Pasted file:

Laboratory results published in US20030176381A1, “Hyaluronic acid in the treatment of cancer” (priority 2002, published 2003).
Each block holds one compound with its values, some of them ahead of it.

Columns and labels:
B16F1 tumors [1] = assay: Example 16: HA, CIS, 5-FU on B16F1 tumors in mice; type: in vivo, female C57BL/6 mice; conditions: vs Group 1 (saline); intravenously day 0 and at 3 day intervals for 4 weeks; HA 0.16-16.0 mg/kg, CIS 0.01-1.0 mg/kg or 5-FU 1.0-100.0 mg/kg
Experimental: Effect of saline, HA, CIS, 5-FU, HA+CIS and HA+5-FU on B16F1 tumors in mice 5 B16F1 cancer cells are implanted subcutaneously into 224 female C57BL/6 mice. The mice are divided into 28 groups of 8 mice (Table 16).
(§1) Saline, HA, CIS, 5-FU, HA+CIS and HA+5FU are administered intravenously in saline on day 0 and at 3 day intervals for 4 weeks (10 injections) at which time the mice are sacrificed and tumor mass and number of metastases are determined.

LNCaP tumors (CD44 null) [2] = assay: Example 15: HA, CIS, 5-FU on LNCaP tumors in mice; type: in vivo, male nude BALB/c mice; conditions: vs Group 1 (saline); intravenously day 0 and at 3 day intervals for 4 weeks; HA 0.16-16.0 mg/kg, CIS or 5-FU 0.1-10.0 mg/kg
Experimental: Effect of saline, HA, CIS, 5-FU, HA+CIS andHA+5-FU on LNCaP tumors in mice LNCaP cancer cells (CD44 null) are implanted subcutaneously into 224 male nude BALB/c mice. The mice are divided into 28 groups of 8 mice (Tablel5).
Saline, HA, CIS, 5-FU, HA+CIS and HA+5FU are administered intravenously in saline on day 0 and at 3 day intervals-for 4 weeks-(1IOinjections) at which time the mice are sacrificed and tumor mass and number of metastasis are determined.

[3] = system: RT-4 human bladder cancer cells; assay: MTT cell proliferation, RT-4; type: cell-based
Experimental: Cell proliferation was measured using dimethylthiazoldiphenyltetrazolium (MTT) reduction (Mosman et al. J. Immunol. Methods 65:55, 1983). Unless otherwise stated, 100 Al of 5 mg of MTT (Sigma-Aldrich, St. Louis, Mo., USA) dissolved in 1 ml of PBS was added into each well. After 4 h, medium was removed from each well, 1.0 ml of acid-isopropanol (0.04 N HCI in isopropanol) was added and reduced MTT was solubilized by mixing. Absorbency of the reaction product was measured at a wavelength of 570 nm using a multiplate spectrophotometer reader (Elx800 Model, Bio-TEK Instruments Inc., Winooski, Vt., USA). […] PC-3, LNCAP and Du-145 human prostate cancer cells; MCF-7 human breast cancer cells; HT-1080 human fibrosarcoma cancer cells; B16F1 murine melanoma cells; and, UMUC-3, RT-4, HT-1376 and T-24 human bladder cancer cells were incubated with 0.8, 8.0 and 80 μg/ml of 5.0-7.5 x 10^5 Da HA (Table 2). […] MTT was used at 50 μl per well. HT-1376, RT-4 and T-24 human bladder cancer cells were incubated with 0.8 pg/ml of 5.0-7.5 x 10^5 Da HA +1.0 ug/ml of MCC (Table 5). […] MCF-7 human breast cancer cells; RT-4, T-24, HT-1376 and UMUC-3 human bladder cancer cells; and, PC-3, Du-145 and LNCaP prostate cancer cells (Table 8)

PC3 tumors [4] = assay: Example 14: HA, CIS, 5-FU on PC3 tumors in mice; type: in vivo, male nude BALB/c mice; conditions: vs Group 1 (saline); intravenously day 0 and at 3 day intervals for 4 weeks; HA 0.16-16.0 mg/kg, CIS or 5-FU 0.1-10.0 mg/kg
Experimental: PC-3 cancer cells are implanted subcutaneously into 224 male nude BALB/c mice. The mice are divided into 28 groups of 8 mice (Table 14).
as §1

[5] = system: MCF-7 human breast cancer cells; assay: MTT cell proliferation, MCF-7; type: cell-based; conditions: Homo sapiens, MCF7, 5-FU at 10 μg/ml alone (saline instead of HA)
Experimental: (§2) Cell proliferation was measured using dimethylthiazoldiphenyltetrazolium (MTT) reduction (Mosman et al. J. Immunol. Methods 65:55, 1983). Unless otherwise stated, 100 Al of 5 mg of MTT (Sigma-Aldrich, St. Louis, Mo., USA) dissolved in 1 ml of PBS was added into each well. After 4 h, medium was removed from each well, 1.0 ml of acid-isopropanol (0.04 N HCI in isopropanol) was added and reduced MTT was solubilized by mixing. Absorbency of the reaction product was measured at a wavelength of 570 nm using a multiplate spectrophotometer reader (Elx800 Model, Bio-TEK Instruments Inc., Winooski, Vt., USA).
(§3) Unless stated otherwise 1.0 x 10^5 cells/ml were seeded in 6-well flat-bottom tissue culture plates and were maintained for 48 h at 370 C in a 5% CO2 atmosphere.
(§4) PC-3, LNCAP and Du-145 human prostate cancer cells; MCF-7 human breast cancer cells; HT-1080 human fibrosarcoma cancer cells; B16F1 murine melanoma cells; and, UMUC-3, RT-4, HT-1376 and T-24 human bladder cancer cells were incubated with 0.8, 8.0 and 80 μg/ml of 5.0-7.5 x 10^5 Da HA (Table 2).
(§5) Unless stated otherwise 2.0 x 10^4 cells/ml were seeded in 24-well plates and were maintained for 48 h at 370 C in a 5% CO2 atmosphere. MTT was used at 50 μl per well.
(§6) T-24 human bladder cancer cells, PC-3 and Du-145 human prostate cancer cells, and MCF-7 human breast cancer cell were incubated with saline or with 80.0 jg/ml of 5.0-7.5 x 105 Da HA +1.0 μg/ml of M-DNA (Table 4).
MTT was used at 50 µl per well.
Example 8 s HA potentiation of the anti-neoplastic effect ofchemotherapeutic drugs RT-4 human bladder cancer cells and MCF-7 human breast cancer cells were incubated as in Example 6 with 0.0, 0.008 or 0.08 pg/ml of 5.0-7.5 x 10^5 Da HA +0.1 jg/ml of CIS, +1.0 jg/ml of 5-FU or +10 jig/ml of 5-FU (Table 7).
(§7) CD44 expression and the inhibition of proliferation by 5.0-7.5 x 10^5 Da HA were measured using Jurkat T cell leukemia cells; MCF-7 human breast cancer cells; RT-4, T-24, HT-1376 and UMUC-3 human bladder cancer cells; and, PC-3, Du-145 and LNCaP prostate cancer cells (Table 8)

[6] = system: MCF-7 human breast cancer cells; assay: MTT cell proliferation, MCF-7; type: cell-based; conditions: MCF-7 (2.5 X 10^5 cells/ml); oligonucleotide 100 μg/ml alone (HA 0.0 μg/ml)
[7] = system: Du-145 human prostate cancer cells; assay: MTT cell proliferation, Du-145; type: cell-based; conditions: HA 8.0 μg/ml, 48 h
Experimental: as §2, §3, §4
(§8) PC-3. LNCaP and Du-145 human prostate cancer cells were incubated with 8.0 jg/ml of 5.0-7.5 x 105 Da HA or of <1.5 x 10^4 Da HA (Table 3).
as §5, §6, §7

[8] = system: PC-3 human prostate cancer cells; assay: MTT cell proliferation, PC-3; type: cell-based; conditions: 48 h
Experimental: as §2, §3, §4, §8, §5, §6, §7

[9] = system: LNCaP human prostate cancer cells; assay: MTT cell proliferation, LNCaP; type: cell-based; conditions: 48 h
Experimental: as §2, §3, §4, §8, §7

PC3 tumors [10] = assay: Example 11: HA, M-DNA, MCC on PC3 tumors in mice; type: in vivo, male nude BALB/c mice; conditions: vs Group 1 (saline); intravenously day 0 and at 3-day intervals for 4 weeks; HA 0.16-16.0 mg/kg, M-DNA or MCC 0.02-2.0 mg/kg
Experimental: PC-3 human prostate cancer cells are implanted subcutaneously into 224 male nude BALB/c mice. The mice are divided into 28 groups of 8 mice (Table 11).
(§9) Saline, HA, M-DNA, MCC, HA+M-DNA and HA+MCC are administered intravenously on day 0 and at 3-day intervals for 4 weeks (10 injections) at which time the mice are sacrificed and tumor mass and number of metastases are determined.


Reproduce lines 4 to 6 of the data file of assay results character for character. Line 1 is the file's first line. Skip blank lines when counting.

B16F1 tumors [1] = assay: Example 16: HA, CIS, 5-FU on B16F1 tumors in mice; type: in vivo, female C57BL/6 mice; conditions: vs Group 1 (saline); intravenously day 0 and at 3 day intervals for 4 weeks; HA 0.16-16.0 mg/kg, CIS 0.01-1.0 mg/kg or 5-FU 1.0-100.0 mg/kg
Experimental: Effect of saline, HA, CIS, 5-FU, HA+CIS and HA+5-FU on B16F1 tumors in mice 5 B16F1 cancer cells are implanted subcutaneously into 224 female C57BL/6 mice. The mice are divided into 28 groups of 8 mice (Table 16).
(§1) Saline, HA, CIS, 5-FU, HA+CIS and HA+5FU are administered intravenously in saline on day 0 and at 3 day intervals for 4 weeks (10 injections) at which time the mice are sacrificed and tumor mass and number of metastases are determined.